The banality of evil is shown by the spokespeople and defenders of the CIA who are more concerned that wicked (and ineffective) torture was "understandable" in the context of America's fear of terrorism, and that those personnel who committed such deeds will be "unfairly" persecuted.

Fear as the justification for cruelty and evil is a common defense. It is deployed by both the nation state and individuals. Darren Wilson, the police killers of Eric Garner and Tamir Rice, and other white authorities retreat as a function of habit and training to this plea of "reasonable" fear (as processed through White racial logic) when they kill unarmed black and brown people.

It is empty and possesses little moral weight. Fear as a defense for wrong-doing is a surrender to cowardice and the most low thinking, practices that are more akin to that of impulsive instinct-driven beasts than human beings who imagine themselves as possessing the highest and most evolved capacity for reason.

Half of the American people have succumbed to the banality of evil and the cultural logic of torture.

A new poll by Pew Research details how:

Amid intense debate over the use of torture against suspected terrorists, public opinion about this issue remains fairly stable. Currently, nearly half say the use of torture under such circumstances is often (15%) or sometimes (34%) justified; about the same proportion believes that the torture of suspected terrorists is rarely (22%) or never (25%) justified.

Here, civil virtue and commonsense have been betrayed by fear mongering and manipulation: the American people are legitimating and rationalizing the very policies (directly through the physical act of torture; culturally through a numbing to poverty, human suffering, and an abandonment of a humane society) that have been and will en masse be turned against them in an era of Austerity and Inverted Totalitarianism.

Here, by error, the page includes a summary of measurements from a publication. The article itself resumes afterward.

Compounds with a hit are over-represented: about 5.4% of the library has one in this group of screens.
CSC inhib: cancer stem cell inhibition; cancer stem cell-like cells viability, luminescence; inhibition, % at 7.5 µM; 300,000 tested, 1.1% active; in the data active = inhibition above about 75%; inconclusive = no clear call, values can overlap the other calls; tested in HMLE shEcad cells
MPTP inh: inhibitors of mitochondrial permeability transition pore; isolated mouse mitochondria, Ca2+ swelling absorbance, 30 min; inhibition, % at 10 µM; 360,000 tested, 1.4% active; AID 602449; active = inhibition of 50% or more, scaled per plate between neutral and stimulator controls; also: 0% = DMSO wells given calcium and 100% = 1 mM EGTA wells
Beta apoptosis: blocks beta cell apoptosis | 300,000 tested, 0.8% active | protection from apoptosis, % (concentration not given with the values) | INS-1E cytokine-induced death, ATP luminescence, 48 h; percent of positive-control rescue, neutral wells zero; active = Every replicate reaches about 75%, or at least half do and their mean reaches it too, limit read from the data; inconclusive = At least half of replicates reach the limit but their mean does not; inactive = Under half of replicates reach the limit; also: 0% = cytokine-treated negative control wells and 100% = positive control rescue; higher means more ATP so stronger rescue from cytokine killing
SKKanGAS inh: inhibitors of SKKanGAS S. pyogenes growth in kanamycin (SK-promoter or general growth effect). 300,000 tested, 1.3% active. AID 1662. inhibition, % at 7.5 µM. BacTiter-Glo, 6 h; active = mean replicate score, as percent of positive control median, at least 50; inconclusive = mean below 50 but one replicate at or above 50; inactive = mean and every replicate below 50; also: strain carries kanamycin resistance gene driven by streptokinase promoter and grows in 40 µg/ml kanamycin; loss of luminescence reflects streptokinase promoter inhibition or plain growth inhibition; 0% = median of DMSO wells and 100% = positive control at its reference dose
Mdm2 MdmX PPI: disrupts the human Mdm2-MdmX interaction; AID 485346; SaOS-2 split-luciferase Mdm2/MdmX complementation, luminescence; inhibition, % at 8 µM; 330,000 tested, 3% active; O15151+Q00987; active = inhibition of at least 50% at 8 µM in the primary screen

There are many questions that cannot be asked within the limits of the approved American public discourse.

A basic definition of terrorism is the use of violence and fear to accomplish a political goal.

What if the language of "terrorist" and "torture" were applied to the behavior of the United States government and the American people both at home and abroad? Would the same justification for torture remain?

American exceptionalism--and nationalism more generally--can through arbitrary distinctions of territory, and the various colors of dye on a piece of fabric called a flag, make what is deemed to be wrong in one context legitimate and acceptable in another. The distorting of morality, reason, and ethics through nationalism makes the above questions verboten in American public discourse. This does not mean that such questions ought not to be asked or related scenarios explored.

White racial terrorism against people of color was and remains the norm in American life, society, and culture.

The Ku Klux Klan has been (and likely remains) the largest terrorist organization in the history of the United States.

For centuries, white slave patrollers intimidated, harassed, and killed both black human property as well as free people. American Apartheid, that period from the establishment of America as a slave society in the 17th century, through to the softening of legal white supremacy and the resulting colorblind and institutional systems of white racial advantage in the post civil rights era, use(d) violence--and the threat of violence--to intimidate and control the African-American community.

In the post civil rights era and the Age of Obama, America's police have continued with their historic mission of maintaining the colorline through committing acts of both interpersonal and institutional terrorism and violence against black and brown people.

The killings of Eric Garner, Michael Brown, Tamir Rice, and those hundreds and thousands of others (so many dead, which given the lack of police accountability and transparency, may never be fully and publicly known) killed at least once every 28 hours in the United States serve the political goal of maintaining state custodial citizenship, providing human beings for the profits to made by the prison industrial complex, and satisfying the psychological wages of whiteness in the form of "law and order" and a sense of safety and security from black people in a hyper-segregated society.

Torture as public policy by America's police and prisons has been condemned by groups such as Amnesty International and the United Nations:

The U.N. Committee against Torture urged the United States on Friday to fully investigate and prosecute police brutality and shootings of unarmed black youth and ensure that taser weapons are used sparingly.